Many of us have heard of the terrible plight of Rev. Saeed Abedini, the American pastor who was sentenced in late January to eight years in the notorious Iranian Evin prison for his Christian faith.  Press reports indicate that Pastor Abedini is being beaten and tortured in prison, as well as being subjected to psychological abuse.  Further, he is being denied regular access to his family.  Missions group Asia Harvest denounced his sentence in a statement on their website:

He was convicted on charges of starting house churches throughout Iran in the early 2000s.  Friends, an eight-year prison sentence in that demonic prison is basically a death sentence.  Many people who go into Evin Prison only last a few days or weeks before they perish.

An appeal in his case has been filed in Iran.  However, as you can readily imagine, Iranian appellate courts lack any semblance of substantive due process and justice, and are typically a rubber stamp of the initial unjust trial.  The trial and incarceration have been emotionally devastating for Pastor Abedini and his family.  But according to his wife, Naghmeh, “Saeed had great peace and joy and was able to share that he was united with other believers and they were praying every night and have seen much fruit!  This situation has caused great boldness in the body of Christ in Iran and even outside of Iran.”

In addition to praying for Pastor Abedini and his family (he has two young children), if you, and/or your Sunday School group, or small group, or your parish and church wish to send Pastor Abedini a short note of encouragement, the address to the Evin prison is as follows:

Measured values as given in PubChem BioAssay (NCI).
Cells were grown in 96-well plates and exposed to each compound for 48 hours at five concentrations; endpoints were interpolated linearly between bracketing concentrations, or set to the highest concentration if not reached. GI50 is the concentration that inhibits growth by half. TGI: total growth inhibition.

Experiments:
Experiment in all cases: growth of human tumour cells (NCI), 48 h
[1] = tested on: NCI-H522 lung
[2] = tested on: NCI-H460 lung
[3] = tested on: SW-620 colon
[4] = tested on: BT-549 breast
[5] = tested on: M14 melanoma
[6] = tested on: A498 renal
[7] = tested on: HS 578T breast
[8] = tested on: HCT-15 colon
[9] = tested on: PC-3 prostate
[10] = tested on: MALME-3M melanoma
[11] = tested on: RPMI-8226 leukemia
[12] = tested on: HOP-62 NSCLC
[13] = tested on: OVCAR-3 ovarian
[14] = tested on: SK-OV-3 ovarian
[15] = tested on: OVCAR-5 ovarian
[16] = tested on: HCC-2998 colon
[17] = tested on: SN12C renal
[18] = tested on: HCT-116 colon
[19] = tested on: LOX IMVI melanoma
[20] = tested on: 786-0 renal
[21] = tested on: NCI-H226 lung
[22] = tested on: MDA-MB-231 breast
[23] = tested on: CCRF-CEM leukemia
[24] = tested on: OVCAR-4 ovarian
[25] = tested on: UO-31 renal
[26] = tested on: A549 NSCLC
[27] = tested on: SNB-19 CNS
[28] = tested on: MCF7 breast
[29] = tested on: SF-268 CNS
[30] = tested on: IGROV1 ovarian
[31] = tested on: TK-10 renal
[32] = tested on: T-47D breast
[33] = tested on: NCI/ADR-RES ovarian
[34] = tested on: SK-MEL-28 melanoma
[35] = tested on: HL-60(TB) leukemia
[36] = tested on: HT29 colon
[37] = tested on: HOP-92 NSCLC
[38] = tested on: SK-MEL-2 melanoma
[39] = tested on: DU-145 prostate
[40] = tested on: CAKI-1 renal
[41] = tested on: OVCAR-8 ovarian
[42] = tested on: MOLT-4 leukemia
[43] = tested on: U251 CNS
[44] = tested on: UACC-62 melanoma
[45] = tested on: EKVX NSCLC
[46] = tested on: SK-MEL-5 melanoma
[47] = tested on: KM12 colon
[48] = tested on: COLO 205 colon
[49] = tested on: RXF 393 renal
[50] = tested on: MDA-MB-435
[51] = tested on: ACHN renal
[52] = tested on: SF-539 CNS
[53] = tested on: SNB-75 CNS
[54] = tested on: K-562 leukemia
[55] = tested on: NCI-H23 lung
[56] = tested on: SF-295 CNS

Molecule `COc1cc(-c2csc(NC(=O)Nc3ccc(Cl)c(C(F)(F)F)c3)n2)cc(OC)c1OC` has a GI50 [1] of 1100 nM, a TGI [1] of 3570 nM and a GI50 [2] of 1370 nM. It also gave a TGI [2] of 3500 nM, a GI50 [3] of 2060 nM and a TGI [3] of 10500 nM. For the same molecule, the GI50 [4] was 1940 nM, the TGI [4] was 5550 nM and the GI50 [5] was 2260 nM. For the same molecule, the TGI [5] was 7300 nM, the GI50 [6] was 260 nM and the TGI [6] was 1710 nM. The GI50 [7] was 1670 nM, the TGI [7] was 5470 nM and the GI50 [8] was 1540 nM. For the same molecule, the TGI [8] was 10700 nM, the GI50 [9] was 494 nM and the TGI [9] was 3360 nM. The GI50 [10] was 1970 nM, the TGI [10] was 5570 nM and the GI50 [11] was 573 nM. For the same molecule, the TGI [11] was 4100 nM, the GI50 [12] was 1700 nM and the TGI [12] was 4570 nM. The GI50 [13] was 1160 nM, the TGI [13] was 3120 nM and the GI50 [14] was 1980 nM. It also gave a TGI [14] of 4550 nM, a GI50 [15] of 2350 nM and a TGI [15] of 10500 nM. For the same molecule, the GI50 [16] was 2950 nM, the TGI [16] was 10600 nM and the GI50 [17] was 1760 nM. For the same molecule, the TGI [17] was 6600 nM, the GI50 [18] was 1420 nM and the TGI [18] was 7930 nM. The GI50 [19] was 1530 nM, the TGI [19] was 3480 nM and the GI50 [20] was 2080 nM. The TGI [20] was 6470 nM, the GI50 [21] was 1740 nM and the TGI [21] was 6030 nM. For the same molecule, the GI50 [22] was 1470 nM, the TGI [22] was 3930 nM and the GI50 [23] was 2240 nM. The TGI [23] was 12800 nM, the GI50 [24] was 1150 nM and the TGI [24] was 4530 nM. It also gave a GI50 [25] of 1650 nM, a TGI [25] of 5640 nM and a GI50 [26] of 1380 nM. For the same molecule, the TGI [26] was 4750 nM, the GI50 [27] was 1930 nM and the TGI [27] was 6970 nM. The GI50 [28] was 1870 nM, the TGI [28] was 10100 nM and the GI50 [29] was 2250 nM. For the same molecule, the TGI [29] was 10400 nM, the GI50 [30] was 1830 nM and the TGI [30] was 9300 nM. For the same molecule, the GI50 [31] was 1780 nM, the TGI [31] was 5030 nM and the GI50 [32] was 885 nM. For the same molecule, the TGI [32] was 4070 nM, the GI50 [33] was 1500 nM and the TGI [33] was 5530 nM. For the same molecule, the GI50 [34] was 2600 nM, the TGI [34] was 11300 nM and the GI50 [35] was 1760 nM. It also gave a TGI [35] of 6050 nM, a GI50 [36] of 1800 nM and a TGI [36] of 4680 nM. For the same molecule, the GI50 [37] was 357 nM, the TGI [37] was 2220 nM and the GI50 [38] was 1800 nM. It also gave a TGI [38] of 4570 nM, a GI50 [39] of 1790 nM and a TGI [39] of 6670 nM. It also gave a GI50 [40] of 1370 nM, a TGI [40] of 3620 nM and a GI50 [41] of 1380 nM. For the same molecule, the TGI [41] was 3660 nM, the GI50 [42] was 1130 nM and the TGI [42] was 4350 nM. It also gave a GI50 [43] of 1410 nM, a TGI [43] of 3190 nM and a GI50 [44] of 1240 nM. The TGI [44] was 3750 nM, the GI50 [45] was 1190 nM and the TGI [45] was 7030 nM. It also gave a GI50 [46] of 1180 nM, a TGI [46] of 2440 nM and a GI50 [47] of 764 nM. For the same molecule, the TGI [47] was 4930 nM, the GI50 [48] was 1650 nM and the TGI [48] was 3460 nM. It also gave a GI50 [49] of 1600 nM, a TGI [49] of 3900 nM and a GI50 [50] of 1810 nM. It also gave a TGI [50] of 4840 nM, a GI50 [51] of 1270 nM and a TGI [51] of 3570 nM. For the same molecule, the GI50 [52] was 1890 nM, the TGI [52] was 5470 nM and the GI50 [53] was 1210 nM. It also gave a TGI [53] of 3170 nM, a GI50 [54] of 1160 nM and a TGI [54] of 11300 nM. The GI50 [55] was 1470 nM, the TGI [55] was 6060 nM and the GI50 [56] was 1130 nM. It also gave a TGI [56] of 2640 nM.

Pastor Saeed Abedini
Evin Prison
Saadat Abad
Tehran, Islamic Republic of Iran

People might ask me, what if the cards and letters never get to Pastor Abedini. Even if Pastor Abedini never sees your cards, they will get to the prison offices, and will be read and summarized for their superiors.  I am reminded of the powerful words of Irina Ratushinskaia, the Christian poet who was imprisoned in the former Soviet Union for her Christian faith.  She wrote that during her time in solitary confinement:

I had the physical sense of being prayed for.  Even when I knew nothing and received no letters, I felt warmth as if sitting near a fire.  Sometimes this happened in punishment cells, which are very cold.  It was like hearing someone pray for me and think about me.  This supported us much.  It is difficult to explain . . . We felt and knew we were not forgotten.  This was sufficient to make us resist the most difficult moments.

For most of us, I suspect that it will only be in eternity that we will learn how our small encouragement in writing to Pastor Abedini, and our prayers on his behalf, meant to him and his family.